Tribune pointed out the Justice Department was prepared to accept the merger with the appropriate stations being sold to new owners, but Sinclair balked. After a series of schemes were suggested to partly divest the stations, Tribune saw the protracted negotiations as unnecessary and imprudent. The agendas of both companies were radically different. Tribune wanted Sinclair to do whatever the FCC and Justice Department insisted be done, to get the deal done quickly. Sinclair wanted the deal and a way to maintain control, even indirectly, over almost every station involved in the deal. Tribune began threatening to sue Sinclair if it did not agree to the Justice Department’s terms.

Tribune’s growing unease with Sinclair’s behavior culminated in this email exchange between Tribune and Sinclair executives in late December, 2017.

Sinclair finally relented in February, 2018, but only partially. Exasperated Tribune executives were stunned as Sinclair now proposed to sell stations to third parties that maintained “significant ties to Sinclair’s executive chairman,” David Smith, or his family.

“Sinclair would effectively control all aspects of station operations, including advertising sales and negotiation of retransmission agreements with cable and satellite operators,” Tribune said in its lawsuit. “Under these proposed arrangements, Sinclair would continue to reap the lion’s share of the economic benefits of the stations it was purportedly ‘divesting’ and would have an option to repurchase the stations in the future.”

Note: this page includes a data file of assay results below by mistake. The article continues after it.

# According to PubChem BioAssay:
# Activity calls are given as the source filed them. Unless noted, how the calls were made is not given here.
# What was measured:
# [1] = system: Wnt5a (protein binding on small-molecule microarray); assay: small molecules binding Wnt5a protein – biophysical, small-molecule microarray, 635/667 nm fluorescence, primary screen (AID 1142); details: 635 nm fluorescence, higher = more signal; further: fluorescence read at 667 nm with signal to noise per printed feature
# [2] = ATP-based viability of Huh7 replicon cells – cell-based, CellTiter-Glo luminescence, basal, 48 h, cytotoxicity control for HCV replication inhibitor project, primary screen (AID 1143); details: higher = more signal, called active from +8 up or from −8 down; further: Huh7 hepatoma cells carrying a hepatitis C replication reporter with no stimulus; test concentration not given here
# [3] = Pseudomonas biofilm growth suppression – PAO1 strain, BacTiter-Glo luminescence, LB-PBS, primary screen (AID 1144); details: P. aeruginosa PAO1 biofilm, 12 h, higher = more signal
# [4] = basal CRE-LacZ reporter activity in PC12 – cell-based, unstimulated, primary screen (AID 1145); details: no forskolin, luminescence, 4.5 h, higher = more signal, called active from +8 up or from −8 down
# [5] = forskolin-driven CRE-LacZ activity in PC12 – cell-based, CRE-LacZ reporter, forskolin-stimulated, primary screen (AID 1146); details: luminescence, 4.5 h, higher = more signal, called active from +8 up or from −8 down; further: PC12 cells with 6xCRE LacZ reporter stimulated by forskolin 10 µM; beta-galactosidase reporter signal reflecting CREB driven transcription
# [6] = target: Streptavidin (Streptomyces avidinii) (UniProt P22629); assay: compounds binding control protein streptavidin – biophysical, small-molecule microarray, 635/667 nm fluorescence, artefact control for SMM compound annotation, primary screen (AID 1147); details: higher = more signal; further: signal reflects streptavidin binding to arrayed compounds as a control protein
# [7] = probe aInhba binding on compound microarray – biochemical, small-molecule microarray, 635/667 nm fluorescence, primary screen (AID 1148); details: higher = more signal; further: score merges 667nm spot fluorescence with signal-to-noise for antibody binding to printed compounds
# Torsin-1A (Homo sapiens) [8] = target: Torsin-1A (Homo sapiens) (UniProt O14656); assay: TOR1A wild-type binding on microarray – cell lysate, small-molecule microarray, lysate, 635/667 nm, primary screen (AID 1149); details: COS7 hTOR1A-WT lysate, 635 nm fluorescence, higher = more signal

“Sinclair fought, threatened, insulted, and misled regulators in a misguided and ultimately unsuccessful attempt to retain control over stations that it was obligated to sell,” the lawsuit concludes.

The country’s largest owner of local TV stations, the Sinclair Broadcast Group, which reaches over a third of homes across the nation, wanted to get even bigger by merging with the Tribune Media Company. Sinclair is raising concerns among media watchers because of its practice of combining news with partisan political opinion. William Brangham reports for PBS Newshour. (8:58)

Currently there is 1 comment on this Article:

  1. baboonie says:

    I glad that pai did what he did and this go stopped. That would of been to much power in sinclairs hands, But everybody knows the only reason pai did what he did. Is cause the fcc ig was ready to expose what the fcc did about the lieing about a ddos attack. And soom more stuff will probably come out soon. People will notice the truth about the fcc chairman lieing came 2 weeks after he did what he did about the sinclair deal.
    Hopefully the fcc ig will bring out collusion between pai and the telcos,cables and broadcasters. And heads will role and hopefully some of the people end up in JAIL, pai being the first one. Also if that happens every rule that pai and his cronies made while he was fcc chairmen are automaticcly are turned back to what they were before him.